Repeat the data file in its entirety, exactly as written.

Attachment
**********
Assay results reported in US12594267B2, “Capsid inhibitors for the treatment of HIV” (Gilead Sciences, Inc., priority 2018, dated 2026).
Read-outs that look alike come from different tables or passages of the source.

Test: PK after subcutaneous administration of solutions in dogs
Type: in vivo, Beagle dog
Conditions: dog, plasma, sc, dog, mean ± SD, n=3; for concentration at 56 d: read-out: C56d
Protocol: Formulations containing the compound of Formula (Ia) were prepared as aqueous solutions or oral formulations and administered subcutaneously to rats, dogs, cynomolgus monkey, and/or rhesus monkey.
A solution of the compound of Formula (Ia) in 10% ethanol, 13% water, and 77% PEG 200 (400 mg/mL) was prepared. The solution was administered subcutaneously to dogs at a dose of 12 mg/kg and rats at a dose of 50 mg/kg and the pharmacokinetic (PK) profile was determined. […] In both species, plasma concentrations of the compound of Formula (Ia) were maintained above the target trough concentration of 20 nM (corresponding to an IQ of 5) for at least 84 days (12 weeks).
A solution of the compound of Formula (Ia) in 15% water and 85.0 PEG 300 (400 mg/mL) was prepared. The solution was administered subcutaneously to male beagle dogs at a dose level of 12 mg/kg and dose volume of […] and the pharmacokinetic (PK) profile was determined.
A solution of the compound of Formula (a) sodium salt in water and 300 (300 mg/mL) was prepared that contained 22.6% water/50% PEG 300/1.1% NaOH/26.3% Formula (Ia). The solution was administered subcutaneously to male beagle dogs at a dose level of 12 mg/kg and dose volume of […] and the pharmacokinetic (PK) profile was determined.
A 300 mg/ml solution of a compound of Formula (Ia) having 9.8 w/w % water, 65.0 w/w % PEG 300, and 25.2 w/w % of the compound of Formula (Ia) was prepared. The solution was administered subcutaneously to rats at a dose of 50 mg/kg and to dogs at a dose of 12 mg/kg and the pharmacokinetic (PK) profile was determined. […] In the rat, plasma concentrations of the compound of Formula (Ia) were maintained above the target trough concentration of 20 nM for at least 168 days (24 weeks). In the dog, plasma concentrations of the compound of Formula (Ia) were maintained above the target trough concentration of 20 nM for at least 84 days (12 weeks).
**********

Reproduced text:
Assay results reported in US12594267B2, “Capsid inhibitors for the treatment of HIV” (Gilead Sciences, Inc., priority 2018, dated 2026).
Read-outs that look alike come from different tables or passages of the source.

Test: PK after subcutaneous administration of solutions in dogs
Type: in vivo, Beagle dog
Conditions: dog, plasma, sc, dog, mean ± SD, n=3; for concentration at 56 d: read-out: C56d
Protocol: Formulations containing the compound of Formula (Ia) were prepared as aqueous solutions or oral formulations and administered subcutaneously to rats, dogs, cynomolgus monkey, and/or rhesus monkey.
A solution of the compound of Formula (Ia) in 10% ethanol, 13% water, and 77% PEG 200 (400 mg/mL) was prepared. The solution was administered subcutaneously to dogs at a dose of 12 mg/kg and rats at a dose of 50 mg/kg and the pharmacokinetic (PK) profile was determined. […] In both species, plasma concentrations of the compound of Formula (Ia) were maintained above the target trough concentration of 20 nM (corresponding to an IQ of 5) for at least 84 days (12 weeks).
A solution of the compound of Formula (Ia) in 15% water and 85.0 PEG 300 (400 mg/mL) was prepared. The solution was administered subcutaneously to male beagle dogs at a dose level of 12 mg/kg and dose volume of […] and the pharmacokinetic (PK) profile was determined.
A solution of the compound of Formula (a) sodium salt in water and 300 (300 mg/mL) was prepared that contained 22.6% water/50% PEG 300/1.1% NaOH/26.3% Formula (Ia). The solution was administered subcutaneously to male beagle dogs at a dose level of 12 mg/kg and dose volume of […] and the pharmacokinetic (PK) profile was determined.
A 300 mg/ml solution of a compound of Formula (Ia) having 9.8 w/w % water, 65.0 w/w % PEG 300, and 25.2 w/w % of the compound of Formula (Ia) was prepared. The solution was administered subcutaneously to rats at a dose of 50 mg/kg and to dogs at a dose of 12 mg/kg and the pharmacokinetic (PK) profile was determined. […] In the rat, plasma concentrations of the compound of Formula (Ia) were maintained above the target trough concentration of 20 nM for at least 168 days (24 weeks). In the dog, plasma concentrations of the compound of Formula (Ia) were maintained above the target trough concentration of 20 nM for at least 84 days (12 weeks).